Live Blog: The Bounty Conundrum: Incentives for Testing, Shaun Bradshaw, STARWEST 2013

Noel Wurst's picture

I’d been waiting for Shaun Bradshaw’s conference-closing keynote all week long. Shaun and I did an interview a few weeks ahead of STARWEST where I’d gotten the opportunity to get a sneak peak of what he would be discussing—and he did not disappoint come conference time.

The final keynote of an intensive, weeklong conference, especially with the magic of Disneyland just blocks away, has got to be a tough sell for attendees, but the attendance at Shaun’s speech would prove otherwise. I was thrilled with the number of people in the crowd, and I was even more excited to see the number who stuck around to speak with Shaun personally, long after the keynote was over.

I can’t say I was that surprised at the size of the audience; when the topic revolves around how best to pay testers for their work—interests are piqued.

The keynote began with a really intriguing comparison between the flawed concept of paying testers for the number of bugs they find (something many in the crowd had experienced before) and rewards given to those in the past who captured cobras and rats. Shaun pointed out that even though he himself loves to find bugs, there is a better way of rewarding his, and other testers’ work.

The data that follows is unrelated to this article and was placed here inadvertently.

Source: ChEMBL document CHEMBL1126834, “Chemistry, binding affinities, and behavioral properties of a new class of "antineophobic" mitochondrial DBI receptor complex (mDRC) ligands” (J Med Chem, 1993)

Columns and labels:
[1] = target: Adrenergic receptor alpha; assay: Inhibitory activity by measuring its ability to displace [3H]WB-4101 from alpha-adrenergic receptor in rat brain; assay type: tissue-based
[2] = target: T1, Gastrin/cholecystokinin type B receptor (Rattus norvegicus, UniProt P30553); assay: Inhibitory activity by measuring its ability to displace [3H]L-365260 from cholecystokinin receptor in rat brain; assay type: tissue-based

Though the keynote revolved around really well crafted stories (a gift I feel that many of us from “down south” possess,) Shaun closed with six “rules for rewards” that really hammered home the overall message he was trying to get across.

  • Don’t promise rewards in advance
  • Keep rewards small
  • Reward continuously, not just once
  • Reward publicly
  • Reward behaviors, not outcomes
  • Reward peers, not subordinates

In true agile fashion, the methods for dishing out rewards at Shaun’s own company came with not so much trial and error, but more so in a continuous improvement fashion. While he suggested following the six rules mentioned above, it was the story of success through experimentation that made the concept less controversial and shocking to the audience than it certainly could’ve been—especially to those in the crowd who’d never been rewarded by anything other than the bug bounties that were being proven detrimental by Shaun with relative ease.

I can’t say enough how happy it made me to be a part of the large audience, even though I knew what was coming up next throughout most of the speech. Like reading a book first, and then being excited to see the movie, this was once instance where it played out beautifully in front of the crowd. I hope that everyone who attended found some new ways to be paid for their work—especially after giving Mickey and his pals so much of their hard earned paychecks throughout the week like I did.